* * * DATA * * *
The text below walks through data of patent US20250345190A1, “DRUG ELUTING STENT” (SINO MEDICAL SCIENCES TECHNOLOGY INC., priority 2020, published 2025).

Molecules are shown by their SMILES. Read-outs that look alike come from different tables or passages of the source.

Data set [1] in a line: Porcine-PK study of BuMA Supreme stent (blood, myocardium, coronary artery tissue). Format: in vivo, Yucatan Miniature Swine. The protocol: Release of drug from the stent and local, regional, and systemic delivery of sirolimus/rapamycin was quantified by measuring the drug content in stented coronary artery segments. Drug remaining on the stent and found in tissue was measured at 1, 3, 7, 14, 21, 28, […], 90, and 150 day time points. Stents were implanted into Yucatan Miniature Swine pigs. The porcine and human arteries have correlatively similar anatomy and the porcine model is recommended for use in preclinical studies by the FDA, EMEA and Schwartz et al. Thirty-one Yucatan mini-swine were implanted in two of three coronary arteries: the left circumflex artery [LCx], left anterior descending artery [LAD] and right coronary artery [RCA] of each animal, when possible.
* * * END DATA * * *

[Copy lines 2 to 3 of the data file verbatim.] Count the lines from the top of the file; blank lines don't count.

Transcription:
Molecules are shown by their SMILES. Read-outs that look alike come from different tables or passages of the source.

Data set [1] in a line: Porcine-PK study of BuMA Supreme stent (blood, myocardium, coronary artery tissue). Format: in vivo, Yucatan Miniature Swine. The protocol: Release of drug from the stent and local, regional, and systemic delivery of sirolimus/rapamycin was quantified by measuring the drug content in stented coronary artery segments. Drug remaining on the stent and found in tissue was measured at 1, 3, 7, 14, 21, 28, […], 90, and 150 day time points. Stents were implanted into Yucatan Miniature Swine pigs. The porcine and human arteries have correlatively similar anatomy and the porcine model is recommended for use in preclinical studies by the FDA, EMEA and Schwartz et al. Thirty-one Yucatan mini-swine were implanted in two of three coronary arteries: the left circumflex artery [LCx], left anterior descending artery [LAD] and right coronary artery [RCA] of each animal, when possible.